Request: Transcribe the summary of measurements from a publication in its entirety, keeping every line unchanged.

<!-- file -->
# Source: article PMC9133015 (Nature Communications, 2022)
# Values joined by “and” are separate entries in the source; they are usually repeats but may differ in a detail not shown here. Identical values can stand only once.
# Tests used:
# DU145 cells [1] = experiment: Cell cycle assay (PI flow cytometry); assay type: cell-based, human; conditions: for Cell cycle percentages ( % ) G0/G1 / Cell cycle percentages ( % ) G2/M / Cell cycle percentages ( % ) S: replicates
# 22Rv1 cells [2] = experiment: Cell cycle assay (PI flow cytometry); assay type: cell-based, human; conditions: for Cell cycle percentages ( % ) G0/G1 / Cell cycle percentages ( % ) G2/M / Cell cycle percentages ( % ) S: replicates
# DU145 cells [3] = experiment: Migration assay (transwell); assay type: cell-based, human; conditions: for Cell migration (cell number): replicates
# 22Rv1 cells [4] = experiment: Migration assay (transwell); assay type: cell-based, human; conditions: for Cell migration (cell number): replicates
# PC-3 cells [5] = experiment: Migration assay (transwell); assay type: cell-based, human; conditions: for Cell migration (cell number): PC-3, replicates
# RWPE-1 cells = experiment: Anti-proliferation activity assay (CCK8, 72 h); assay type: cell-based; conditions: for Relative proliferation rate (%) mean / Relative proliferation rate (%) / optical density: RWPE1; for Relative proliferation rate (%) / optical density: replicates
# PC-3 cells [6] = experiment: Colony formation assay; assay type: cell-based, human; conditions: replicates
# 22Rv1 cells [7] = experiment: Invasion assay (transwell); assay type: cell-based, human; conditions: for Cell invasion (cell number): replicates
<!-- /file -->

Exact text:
# Source: article PMC9133015 (Nature Communications, 2022)
# Values joined by “and” are separate entries in the source; they are usually repeats but may differ in a detail not shown here. Identical values can stand only once.
# Tests used:
# DU145 cells [1] = experiment: Cell cycle assay (PI flow cytometry); assay type: cell-based, human; conditions: for Cell cycle percentages ( % ) G0/G1 / Cell cycle percentages ( % ) G2/M / Cell cycle percentages ( % ) S: replicates
# 22Rv1 cells [2] = experiment: Cell cycle assay (PI flow cytometry); assay type: cell-based, human; conditions: for Cell cycle percentages ( % ) G0/G1 / Cell cycle percentages ( % ) G2/M / Cell cycle percentages ( % ) S: replicates
# DU145 cells [3] = experiment: Migration assay (transwell); assay type: cell-based, human; conditions: for Cell migration (cell number): replicates
# 22Rv1 cells [4] = experiment: Migration assay (transwell); assay type: cell-based, human; conditions: for Cell migration (cell number): replicates
# PC-3 cells [5] = experiment: Migration assay (transwell); assay type: cell-based, human; conditions: for Cell migration (cell number): PC-3, replicates
# RWPE-1 cells = experiment: Anti-proliferation activity assay (CCK8, 72 h); assay type: cell-based; conditions: for Relative proliferation rate (%) mean / Relative proliferation rate (%) / optical density: RWPE1; for Relative proliferation rate (%) / optical density: replicates
# PC-3 cells [6] = experiment: Colony formation assay; assay type: cell-based, human; conditions: replicates
# 22Rv1 cells [7] = experiment: Invasion assay (transwell); assay type: cell-based, human; conditions: for Cell invasion (cell number): replicates